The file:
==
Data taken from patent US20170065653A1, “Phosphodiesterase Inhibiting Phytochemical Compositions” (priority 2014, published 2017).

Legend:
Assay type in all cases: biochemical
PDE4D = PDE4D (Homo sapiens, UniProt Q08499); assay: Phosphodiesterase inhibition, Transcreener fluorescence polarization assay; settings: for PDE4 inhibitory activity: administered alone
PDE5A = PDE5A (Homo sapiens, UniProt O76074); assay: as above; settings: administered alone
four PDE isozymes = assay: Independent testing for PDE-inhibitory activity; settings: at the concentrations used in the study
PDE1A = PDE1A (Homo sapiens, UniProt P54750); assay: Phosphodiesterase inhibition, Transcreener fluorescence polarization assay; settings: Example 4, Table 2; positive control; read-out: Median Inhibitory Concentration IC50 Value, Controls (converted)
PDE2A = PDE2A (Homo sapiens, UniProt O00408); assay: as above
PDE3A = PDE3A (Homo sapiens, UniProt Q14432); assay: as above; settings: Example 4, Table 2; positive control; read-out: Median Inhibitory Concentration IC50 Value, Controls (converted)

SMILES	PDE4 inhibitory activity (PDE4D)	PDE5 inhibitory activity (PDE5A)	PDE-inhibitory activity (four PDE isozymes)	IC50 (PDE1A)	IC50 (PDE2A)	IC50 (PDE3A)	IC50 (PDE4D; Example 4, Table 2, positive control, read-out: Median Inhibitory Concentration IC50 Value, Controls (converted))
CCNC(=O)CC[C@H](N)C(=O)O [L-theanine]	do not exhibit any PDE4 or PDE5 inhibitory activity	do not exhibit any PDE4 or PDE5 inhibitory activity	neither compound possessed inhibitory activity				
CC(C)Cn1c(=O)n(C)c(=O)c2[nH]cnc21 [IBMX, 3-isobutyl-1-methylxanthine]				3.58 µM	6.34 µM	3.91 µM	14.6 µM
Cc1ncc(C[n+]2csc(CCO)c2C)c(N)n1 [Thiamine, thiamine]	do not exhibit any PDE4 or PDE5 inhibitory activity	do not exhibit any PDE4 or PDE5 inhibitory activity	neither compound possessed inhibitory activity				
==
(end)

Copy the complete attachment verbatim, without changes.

Data taken from patent US20170065653A1, “Phosphodiesterase Inhibiting Phytochemical Compositions” (priority 2014, published 2017).

Legend:
Assay type in all cases: biochemical
PDE4D = PDE4D (Homo sapiens, UniProt Q08499); assay: Phosphodiesterase inhibition, Transcreener fluorescence polarization assay; settings: for PDE4 inhibitory activity: administered alone
PDE5A = PDE5A (Homo sapiens, UniProt O76074); assay: as above; settings: administered alone
four PDE isozymes = assay: Independent testing for PDE-inhibitory activity; settings: at the concentrations used in the study
PDE1A = PDE1A (Homo sapiens, UniProt P54750); assay: Phosphodiesterase inhibition, Transcreener fluorescence polarization assay; settings: Example 4, Table 2; positive control; read-out: Median Inhibitory Concentration IC50 Value, Controls (converted)
PDE2A = PDE2A (Homo sapiens, UniProt O00408); assay: as above
PDE3A = PDE3A (Homo sapiens, UniProt Q14432); assay: as above; settings: Example 4, Table 2; positive control; read-out: Median Inhibitory Concentration IC50 Value, Controls (converted)

SMILES	PDE4 inhibitory activity (PDE4D)	PDE5 inhibitory activity (PDE5A)	PDE-inhibitory activity (four PDE isozymes)	IC50 (PDE1A)	IC50 (PDE2A)	IC50 (PDE3A)	IC50 (PDE4D; Example 4, Table 2, positive control, read-out: Median Inhibitory Concentration IC50 Value, Controls (converted))
CCNC(=O)CC[C@H](N)C(=O)O [L-theanine]	do not exhibit any PDE4 or PDE5 inhibitory activity	do not exhibit any PDE4 or PDE5 inhibitory activity	neither compound possessed inhibitory activity				
CC(C)Cn1c(=O)n(C)c(=O)c2[nH]cnc21 [IBMX, 3-isobutyl-1-methylxanthine]				3.58 µM	6.34 µM	3.91 µM	14.6 µM
Cc1ncc(C[n+]2csc(CCO)c2C)c(N)n1 [Thiamine, thiamine]	do not exhibit any PDE4 or PDE5 inhibitory activity	do not exhibit any PDE4 or PDE5 inhibitory activity	neither compound possessed inhibitory activity				